Hebbian-inspired rewiring of a random network replicates pattern of selectivity seen in PFC
© Lindsay et al; licensee BioMed Central Ltd. 2014
Published: 21 July 2014
Responses of neurons in pre-frontal cortex (PFC) are very diverse and often depend on complex non-linear combinations of task-relevant variables (a property known as mixed selectivity). We recently showed that this type of selectivity is a signature of high dimensional neural representations and can be important for performing complex cognitive tasks . Previous modeling work has shown that mixed selectivity can arise when cells receive fixed random synaptic inputs from populations that represent the task-relevant variables (see, e.g. ). Here we show by analyzing the data of  that these simple models only partially explain the mixed selectivity observed in the data.
The data we analyzed is from a delayed-response task wherein monkeys are presented a sequence of two image cues on each trial, followed by a 1-second delay period after which the monkey either saccades to them in the correct order when a display of images is presented (“recall task”) or reports if a presented sequence is a match (“recognition task”). We characterized the statistics of the recorded PFC responses by determining the number of mixed selective cells. Specifically, we performed a 3-way ANOVA test on firing rate responses using the three task parameters (task type, cue 1, and cue 2) as factors. The requirement for mixed selectivity was for at least one interaction term to have a significant coefficient (p-value <0.05). Cells were classified as “pure selectivity” neurons if they had at least one significant pure task parameter term and no significant interaction term.
Initially, we modeled PFC as a population of cells receiving random connections from a population of binary input cells each representing a task-relevant variable: a task type, cue 1 image, or cue 2 image. However the statistics of the neuronal responses of the model only partially reproduced the data.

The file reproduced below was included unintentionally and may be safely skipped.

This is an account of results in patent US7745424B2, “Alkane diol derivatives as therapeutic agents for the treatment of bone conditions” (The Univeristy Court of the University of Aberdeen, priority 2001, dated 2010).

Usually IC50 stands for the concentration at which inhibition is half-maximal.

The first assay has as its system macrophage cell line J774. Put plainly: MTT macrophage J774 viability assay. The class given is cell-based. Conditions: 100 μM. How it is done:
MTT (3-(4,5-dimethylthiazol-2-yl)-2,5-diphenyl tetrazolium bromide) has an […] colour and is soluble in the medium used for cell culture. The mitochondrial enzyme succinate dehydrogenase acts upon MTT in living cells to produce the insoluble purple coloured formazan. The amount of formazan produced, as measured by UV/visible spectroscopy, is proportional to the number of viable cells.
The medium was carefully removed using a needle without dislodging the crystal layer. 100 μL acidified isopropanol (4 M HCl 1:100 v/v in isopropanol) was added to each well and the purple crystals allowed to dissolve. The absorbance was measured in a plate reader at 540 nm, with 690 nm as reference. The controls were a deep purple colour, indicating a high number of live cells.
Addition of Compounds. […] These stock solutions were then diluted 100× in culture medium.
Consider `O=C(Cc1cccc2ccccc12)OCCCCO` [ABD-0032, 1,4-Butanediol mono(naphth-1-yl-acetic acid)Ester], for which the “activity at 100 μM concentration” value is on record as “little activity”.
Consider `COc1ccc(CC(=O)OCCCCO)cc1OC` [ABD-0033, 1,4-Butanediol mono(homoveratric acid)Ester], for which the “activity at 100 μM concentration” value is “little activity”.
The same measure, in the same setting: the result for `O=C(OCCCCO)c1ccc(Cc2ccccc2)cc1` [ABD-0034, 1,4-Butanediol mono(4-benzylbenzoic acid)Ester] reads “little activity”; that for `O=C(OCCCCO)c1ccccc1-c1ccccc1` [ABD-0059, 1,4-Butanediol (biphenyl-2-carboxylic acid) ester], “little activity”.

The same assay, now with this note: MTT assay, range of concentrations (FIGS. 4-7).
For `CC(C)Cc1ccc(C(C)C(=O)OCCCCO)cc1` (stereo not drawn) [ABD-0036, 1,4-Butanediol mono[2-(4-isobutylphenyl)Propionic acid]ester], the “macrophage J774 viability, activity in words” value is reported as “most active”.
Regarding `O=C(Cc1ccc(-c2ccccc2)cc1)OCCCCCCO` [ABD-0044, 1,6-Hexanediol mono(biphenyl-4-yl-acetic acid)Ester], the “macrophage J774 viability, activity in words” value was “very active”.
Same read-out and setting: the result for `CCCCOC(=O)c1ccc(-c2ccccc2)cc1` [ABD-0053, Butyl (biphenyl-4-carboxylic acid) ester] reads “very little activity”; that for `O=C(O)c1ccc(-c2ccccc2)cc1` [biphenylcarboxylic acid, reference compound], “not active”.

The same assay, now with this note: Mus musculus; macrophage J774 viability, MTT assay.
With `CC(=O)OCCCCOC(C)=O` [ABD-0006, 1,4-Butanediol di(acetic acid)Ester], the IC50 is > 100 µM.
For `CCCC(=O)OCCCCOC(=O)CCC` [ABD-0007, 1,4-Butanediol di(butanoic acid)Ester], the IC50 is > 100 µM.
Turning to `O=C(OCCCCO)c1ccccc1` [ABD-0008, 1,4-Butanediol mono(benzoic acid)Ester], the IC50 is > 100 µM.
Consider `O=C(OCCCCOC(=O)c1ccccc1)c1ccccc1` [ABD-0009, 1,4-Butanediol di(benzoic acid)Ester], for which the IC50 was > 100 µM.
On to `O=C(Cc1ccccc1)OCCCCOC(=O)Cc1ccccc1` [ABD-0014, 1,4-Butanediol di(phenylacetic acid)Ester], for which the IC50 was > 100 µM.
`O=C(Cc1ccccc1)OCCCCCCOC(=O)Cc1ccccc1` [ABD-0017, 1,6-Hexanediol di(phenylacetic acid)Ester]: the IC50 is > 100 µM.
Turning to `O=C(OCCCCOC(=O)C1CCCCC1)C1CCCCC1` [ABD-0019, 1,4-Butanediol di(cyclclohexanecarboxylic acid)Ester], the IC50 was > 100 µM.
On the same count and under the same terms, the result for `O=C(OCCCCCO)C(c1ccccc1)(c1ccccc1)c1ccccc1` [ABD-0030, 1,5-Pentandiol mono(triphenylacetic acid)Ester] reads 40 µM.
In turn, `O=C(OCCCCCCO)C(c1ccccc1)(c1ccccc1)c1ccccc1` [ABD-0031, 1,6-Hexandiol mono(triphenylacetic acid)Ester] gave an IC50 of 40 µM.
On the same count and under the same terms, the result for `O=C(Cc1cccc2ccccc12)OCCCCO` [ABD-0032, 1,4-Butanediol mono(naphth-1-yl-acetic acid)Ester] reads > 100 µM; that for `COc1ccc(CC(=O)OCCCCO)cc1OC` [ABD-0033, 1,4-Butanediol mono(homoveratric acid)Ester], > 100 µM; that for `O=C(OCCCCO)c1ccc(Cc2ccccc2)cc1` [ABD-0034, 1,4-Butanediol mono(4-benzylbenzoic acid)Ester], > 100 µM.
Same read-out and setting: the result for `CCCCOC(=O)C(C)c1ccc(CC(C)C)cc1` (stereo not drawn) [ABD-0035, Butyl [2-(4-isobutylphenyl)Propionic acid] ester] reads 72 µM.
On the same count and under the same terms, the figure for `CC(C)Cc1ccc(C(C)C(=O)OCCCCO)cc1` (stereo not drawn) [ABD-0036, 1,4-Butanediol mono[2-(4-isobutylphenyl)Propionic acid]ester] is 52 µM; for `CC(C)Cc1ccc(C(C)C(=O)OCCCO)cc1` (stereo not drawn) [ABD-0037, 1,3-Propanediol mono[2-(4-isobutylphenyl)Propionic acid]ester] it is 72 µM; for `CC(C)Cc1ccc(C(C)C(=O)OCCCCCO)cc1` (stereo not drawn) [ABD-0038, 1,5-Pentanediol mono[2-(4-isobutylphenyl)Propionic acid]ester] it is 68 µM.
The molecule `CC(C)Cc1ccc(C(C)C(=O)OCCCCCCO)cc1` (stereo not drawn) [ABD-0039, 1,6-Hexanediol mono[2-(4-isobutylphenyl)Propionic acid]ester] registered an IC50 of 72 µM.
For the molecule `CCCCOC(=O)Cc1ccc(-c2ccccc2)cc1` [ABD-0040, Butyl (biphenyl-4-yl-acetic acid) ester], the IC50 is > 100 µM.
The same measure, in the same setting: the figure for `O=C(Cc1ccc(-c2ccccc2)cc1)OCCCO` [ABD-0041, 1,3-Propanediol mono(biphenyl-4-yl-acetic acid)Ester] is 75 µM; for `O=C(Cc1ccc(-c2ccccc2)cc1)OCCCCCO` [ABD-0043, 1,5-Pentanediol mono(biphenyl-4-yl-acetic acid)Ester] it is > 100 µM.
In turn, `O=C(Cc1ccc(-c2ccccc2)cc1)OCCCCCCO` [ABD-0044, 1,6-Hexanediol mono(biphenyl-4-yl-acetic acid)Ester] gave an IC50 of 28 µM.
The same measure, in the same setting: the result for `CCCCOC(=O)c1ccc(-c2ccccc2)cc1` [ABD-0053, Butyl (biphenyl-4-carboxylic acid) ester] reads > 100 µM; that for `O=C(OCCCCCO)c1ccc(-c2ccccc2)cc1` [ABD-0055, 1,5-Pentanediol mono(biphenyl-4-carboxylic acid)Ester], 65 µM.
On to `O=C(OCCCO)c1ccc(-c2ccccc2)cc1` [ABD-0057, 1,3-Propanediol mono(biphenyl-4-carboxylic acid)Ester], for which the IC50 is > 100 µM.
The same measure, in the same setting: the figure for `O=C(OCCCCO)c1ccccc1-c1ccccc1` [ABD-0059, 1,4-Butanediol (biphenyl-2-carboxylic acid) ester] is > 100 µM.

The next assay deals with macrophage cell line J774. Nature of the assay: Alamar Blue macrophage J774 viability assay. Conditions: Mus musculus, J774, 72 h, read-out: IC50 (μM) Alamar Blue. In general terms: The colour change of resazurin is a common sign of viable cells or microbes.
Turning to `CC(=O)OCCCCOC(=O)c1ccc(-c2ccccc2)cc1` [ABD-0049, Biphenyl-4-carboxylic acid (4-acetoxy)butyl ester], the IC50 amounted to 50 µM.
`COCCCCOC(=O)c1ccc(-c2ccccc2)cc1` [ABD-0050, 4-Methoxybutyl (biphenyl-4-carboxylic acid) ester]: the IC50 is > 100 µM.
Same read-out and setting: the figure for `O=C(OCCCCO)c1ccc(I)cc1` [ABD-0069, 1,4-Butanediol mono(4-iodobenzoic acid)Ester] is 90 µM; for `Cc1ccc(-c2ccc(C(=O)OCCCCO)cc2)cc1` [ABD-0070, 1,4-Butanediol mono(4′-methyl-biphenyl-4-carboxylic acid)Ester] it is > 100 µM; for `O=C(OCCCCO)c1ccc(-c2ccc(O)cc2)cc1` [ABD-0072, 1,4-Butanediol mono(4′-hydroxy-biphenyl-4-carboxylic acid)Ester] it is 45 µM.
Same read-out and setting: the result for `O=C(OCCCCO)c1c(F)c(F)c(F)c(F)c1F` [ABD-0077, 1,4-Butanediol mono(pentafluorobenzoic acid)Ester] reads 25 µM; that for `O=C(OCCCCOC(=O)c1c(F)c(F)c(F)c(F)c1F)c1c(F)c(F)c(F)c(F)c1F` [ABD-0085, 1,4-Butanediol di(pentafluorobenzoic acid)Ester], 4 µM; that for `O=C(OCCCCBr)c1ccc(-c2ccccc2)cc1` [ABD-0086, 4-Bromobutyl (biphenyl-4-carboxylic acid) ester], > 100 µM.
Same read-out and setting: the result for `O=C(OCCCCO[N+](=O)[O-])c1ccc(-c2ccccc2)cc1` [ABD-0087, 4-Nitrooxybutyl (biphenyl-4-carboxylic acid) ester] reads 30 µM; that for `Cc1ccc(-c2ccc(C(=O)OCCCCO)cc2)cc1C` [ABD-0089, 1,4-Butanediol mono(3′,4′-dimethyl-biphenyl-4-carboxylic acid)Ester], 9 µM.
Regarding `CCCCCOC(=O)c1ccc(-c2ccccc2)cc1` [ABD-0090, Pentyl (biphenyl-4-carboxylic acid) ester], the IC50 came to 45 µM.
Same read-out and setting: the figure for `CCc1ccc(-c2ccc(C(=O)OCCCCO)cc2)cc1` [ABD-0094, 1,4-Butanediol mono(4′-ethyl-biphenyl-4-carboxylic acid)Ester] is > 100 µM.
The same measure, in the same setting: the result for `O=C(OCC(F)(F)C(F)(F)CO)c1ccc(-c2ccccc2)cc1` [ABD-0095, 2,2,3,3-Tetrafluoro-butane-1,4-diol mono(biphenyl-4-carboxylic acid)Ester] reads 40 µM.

- Rigotti M, Barak O, Warden MR, Wang X, Daw ND, Miller EK, Fusi S: The importance of mixed selectivity in complex cognitive tasks. Nature. 2013, 497: 585-590. 10.1038/nature12160.PubMed CentralView ArticlePubMedGoogle Scholar
- Barak O, Rigotti M, Fusi S: The sparseness of mixed selectivity neurons controls the generalization-discrimination trade-off. J Neurosci. 2013, 33 (9): 3844-3856. 10.1523/JNEUROSCI.2753-12.2013.View ArticlePubMedGoogle Scholar
- Warden MR, Miller EK: Task-dependent changes in short-term memory in the prefrontal cortex. J Neurosci. 2010, 30 (47): 15801-15810. 10.1523/JNEUROSCI.1569-10.2010.PubMed CentralView ArticlePubMedGoogle Scholar
This article is published under license to BioMed Central Ltd. This is an Open Access article distributed under the terms of the Creative Commons Attribution License (http://creativecommons.org/licenses/by/4.0), which permits unrestricted use, distribution, and reproduction in any medium, provided the original work is properly cited. The Creative Commons Public Domain Dedication waiver (http://creativecommons.org/publicdomain/zero/1.0/) applies to the data made available in this article, unless otherwise stated.